Officials launch probe into B.B. King’s death

Free Press wire reports | 5/29/2015, 8:11 a.m. | Updated on 5/29/2015, 10:47 a.m.
Nevada officials said Monday they would conduct a homicide investigation into the death earlier this month of legendary musician B.B. ...
Blues legend B.B. King in February 2009 after winning a Grammy Award for Best Traditional Blues Album for “One Kind Favor.” Photo by Associated Press

Nevada officials said Monday they would conduct a homicide investigation into the death earlier this month of legendary musician B.B. King, after two of his daughters leveled accusations that the blues great was murdered.

The Clark County, Nev., coroner’s office said in a post on Twitter that it had taken jurisdiction over Mr. King’s body, and autopsy results would take a minimum of six to eight weeks.

“Our coroner takes jurisdiction over #BBKing body, performs autopsy. Results:6-8wks min,” the post stated.

The coroner’s office added that a homicide investigation would be conducted with the Las Vegas police department.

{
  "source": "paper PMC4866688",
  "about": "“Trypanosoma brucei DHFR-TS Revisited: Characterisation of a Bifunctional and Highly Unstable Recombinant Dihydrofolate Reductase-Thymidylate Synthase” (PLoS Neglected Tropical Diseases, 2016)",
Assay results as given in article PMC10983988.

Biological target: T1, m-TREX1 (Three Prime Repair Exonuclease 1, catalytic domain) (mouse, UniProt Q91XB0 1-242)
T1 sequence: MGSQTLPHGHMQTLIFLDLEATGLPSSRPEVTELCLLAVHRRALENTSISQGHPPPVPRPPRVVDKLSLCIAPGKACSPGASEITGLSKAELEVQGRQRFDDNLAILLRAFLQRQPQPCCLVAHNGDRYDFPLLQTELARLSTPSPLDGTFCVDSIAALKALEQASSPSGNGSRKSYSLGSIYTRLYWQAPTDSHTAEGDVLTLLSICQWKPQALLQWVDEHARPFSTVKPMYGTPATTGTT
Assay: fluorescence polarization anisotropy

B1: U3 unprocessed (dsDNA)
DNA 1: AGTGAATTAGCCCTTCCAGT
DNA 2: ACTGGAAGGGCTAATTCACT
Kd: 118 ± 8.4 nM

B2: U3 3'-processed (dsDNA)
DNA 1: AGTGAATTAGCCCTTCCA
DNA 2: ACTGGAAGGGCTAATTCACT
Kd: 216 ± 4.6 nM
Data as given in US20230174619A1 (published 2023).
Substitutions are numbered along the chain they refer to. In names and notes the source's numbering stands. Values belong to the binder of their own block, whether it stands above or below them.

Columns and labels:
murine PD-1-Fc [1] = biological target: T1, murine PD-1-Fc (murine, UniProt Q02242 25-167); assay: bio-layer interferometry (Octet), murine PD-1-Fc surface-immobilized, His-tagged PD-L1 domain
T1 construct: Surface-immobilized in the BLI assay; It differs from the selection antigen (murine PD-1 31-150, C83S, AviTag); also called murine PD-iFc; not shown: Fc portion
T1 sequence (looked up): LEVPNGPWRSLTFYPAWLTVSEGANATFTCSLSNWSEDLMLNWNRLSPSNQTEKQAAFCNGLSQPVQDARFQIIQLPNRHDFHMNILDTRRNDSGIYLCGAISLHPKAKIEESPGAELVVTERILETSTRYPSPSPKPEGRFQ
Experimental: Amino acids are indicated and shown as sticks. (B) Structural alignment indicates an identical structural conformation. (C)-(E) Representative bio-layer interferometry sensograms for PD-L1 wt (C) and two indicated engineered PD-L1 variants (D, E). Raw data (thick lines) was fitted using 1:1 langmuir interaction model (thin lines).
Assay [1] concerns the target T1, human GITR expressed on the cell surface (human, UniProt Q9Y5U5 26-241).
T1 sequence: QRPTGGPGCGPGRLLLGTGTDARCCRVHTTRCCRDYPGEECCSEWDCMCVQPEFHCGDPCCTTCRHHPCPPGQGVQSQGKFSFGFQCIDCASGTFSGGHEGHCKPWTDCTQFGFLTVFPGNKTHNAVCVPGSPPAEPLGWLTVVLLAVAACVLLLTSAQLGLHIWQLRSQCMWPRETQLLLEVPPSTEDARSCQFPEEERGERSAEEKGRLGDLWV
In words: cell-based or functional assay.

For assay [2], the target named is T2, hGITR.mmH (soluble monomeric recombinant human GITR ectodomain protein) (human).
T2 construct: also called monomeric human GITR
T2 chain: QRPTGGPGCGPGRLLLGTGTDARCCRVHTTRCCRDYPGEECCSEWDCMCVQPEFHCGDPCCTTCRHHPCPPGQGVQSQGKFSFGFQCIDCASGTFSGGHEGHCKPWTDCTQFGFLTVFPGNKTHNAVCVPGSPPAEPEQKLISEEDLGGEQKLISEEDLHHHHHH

Two of Mr. King’s children, Karen Williams and Patty King, alleged that their father was poisoned, ostensibly by two of his longtime associates, including one who had power of attorney over his affairs, the Associated Press reported.

“I believe my father was poisoned and that he was administered foreign substances. I believe my father was murdered,” each woman said in statements contained in documents submitted to the Associated Press by their lawyer.

An attorney for Mr. King’s estate called the allegations unfounded and disrespectful.

Three doctors determined that Mr. King was appropriately cared for and that Mr. King received 24-hour care and monitoring by medical professionals “up until the time that he peacefully passed away in his sleep,” attorney Brent Bryson told the AP.

The women also claimed in news video posted online that members of Mr. King’s family were prevented from visiting him by the two associates during his final days.

Mr. King, an inductee into the Rock and Roll Hall of Fame, died in Las Vegas on May 14. He was 89.

He had said earlier in the month he was in hospice care at his home after being hospitalized in April with dehydration related to diabetes.

The allegations were lodged days after a public viewing in Las Vegas drew more than 1,000 fans and mourners. A weekend memorial service for family and friends drew about 350 people.

A procession and memorial were slated for Wednesday, May 27, on Memphis’ famed Beale Street, followed by a viewing Friday, May 29, and burial Saturday, May 30, on the grounds of the B.B. King Museum and Delta Interpretative Center in Mr. King’s hometown of Indianola, Miss.

Clark County Coroner John Fudenberg said his office’s investigation shouldn’t delay those services.